During his visit to Washington, DC last week — his first trip to the northern hemisphere since being inaugurated on January 1 — Brazilian president Luiz Inácio Lula da Silva specifically requested meetings with two political leaders before sitting down with Joe Biden on Friday afternoon. Lula’s visit was short, so the way he budgeted his time was telling.
His first official engagement was with Senator Bernie Sanders, a longtime ally of Lula and his Workers’ Party (PT). Sanders later tweeted that it was “a pleasure” to speak with Lula, adding that “we discussed the importance of defending democracy, advancing workers’ rights, and increasing environmental and climate cooperation around the world.” Lula also noted that he had “the pleasure of meeting [Bernie] in person” after having spoken in video calls before. “We discussed democracy, the trade union movement and better rights and jobs for workers,” Lula said.
Next, Lula met with Alexandria Ocasio-Cortez and other members of the Congressional Progressive Caucus, during which “we talk[ed] about social programs that we developed in Brazil, the concern we share about the environment and the future of the world and the confrontation with the far right and fake news on social media,” Lula later tweeted. “It was a true honor meeting with you,” Ocasio-Cortez responded, “and discussing global solidarity for the planet and working people. Obrigada!”
Lula is as close as any current world leader to being an icon on the international left. While he has detractors on the Brazilian left and elsewhere, he is overwhelmingly seen as a model of working-class organizing and governance. He is the face of a political project that has blended electoral politics with working-class organization for more than forty years. His deliberate intention to meet with Bernie and AOC — these were the two figures explicitly cited by individuals close to Lula who planned his Washington trip — signals Lula’s support and ideological affinity with the pair.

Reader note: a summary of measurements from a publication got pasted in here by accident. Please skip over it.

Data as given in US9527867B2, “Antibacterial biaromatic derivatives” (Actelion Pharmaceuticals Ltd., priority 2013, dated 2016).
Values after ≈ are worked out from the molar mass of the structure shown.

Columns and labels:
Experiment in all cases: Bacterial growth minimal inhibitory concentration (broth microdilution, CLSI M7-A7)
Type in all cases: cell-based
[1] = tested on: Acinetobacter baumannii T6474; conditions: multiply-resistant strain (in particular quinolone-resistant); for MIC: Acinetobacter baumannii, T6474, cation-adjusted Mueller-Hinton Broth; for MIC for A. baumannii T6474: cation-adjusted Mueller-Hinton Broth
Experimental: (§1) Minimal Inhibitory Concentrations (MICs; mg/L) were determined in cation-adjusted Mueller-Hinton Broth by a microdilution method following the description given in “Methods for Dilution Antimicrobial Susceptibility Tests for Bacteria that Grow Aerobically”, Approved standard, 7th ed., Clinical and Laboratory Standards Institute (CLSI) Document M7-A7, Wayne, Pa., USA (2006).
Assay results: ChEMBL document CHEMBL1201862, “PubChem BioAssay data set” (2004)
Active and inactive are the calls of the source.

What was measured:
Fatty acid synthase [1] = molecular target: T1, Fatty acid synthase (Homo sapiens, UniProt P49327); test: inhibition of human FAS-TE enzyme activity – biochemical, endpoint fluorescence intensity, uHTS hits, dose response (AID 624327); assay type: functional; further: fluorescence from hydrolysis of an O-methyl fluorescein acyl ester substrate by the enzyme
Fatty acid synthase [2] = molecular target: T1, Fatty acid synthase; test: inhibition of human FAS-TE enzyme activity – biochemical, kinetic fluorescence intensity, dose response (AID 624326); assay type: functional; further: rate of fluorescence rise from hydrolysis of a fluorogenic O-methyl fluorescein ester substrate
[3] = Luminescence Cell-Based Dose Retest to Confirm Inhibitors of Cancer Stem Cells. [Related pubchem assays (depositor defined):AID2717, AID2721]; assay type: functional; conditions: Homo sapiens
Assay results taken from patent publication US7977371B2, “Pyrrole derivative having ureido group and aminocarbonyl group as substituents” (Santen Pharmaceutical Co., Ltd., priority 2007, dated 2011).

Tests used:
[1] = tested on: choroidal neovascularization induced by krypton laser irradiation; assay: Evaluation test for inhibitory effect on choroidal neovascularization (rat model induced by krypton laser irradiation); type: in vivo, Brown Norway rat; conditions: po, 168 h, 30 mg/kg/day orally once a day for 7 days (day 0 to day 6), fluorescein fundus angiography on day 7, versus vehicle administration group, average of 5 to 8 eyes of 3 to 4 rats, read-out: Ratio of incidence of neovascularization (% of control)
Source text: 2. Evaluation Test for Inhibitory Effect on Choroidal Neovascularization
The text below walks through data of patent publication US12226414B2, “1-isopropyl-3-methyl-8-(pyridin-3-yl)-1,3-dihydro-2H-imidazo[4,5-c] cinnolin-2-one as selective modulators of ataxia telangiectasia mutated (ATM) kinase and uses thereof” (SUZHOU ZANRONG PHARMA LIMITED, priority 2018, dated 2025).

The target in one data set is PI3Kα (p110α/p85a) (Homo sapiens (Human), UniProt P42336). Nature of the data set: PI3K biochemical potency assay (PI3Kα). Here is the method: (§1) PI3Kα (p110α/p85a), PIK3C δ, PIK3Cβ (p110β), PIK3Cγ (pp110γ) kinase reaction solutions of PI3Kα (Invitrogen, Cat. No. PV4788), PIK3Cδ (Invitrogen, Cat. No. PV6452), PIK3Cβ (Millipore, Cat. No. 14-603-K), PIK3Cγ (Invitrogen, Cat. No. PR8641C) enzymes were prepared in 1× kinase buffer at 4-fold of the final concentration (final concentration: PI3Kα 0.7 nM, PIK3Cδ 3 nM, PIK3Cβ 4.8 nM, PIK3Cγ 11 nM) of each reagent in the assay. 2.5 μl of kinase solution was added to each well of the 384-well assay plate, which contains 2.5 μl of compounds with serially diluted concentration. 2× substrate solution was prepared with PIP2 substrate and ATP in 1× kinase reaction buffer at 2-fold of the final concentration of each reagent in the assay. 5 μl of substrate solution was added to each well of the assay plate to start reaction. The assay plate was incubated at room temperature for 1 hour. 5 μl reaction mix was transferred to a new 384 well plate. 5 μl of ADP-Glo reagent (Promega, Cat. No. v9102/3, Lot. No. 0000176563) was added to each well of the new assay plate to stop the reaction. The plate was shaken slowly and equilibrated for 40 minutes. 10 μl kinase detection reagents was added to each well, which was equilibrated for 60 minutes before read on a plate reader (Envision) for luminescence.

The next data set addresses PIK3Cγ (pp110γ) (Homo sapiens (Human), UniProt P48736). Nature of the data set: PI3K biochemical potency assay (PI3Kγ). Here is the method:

Electoral politics in the United States and Brazil play out on vastly different landscapes. Lula’s PT is the largest, most influential, and most successful leftist party in Latin America, retaining an enduring core of support among poor and working-class Brazilians through scandals, defeats, and defections. By comparison, the Democratic Party is a hollow shell, devoid of ideological consistency thanks to its discordant mix of wealthy donors, upper-middle-class supporters, and working-class voters.
Still, it’s telling that Lula flagged Sanders and AOC — who detractors insist are Democratic lackeys and purveyors of a thin-gruel electoralism hostile to genuine working-class politics — as tribunes of the Left in the United States. This gesture is of a piece with Lula’s long-standing insistence that electoral politics are a crucial vehicle for social progress — and that building political power to deliver substantive improvements to poor and working-class people is more important than ideological purity plays.
To be clear, there is a difference between constructing a party from scratch rooted in working-class empowerment like Lula and his partners did with the PT, and attempting to seize the direction of a compromised party as figures like Bernie and members of the Squad have hoped to do. If the PT has tacked to the center from its origins as an explicitly socialist party, it boasts a working-class ballast that the capitalist-funded Democratic Party never has.
Yet Lula’s enthusiastic greeting of Sanders and AOC should be seen as an embrace of their political project, which seeks to build working-class organization through electoral politics in the enormously hostile environment of hyper-capitalist America. Coming from a famously perceptive working-class tribune like Lula, that has to mean something.
So the next time you see a Lula-phile denounce Bernie, remember who was at the top of the Brazilian president’s meeting list: the senior senator from Vermont.